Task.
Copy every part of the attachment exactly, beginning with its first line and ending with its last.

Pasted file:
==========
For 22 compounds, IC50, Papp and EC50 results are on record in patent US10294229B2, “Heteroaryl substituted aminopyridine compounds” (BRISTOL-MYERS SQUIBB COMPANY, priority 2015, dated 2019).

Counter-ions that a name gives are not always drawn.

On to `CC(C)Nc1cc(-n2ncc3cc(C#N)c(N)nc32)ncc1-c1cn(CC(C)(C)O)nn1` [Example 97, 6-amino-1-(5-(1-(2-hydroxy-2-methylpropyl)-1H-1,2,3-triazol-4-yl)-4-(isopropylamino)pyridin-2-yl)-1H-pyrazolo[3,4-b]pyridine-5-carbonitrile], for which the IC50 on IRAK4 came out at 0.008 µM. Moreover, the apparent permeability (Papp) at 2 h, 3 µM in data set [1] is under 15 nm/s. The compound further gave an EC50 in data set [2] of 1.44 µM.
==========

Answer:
For 22 compounds, IC50, Papp and EC50 results are on record in patent US10294229B2, “Heteroaryl substituted aminopyridine compounds” (BRISTOL-MYERS SQUIBB COMPANY, priority 2015, dated 2019).

Counter-ions that a name gives are not always drawn.

On to `CC(C)Nc1cc(-n2ncc3cc(C#N)c(N)nc32)ncc1-c1cn(CC(C)(C)O)nn1` [Example 97, 6-amino-1-(5-(1-(2-hydroxy-2-methylpropyl)-1H-1,2,3-triazol-4-yl)-4-(isopropylamino)pyridin-2-yl)-1H-pyrazolo[3,4-b]pyridine-5-carbonitrile], for which the IC50 on IRAK4 came out at 0.008 µM. Moreover, the apparent permeability (Papp) at 2 h, 3 µM in data set [1] is under 15 nm/s. The compound further gave an EC50 in data set [2] of 1.44 µM.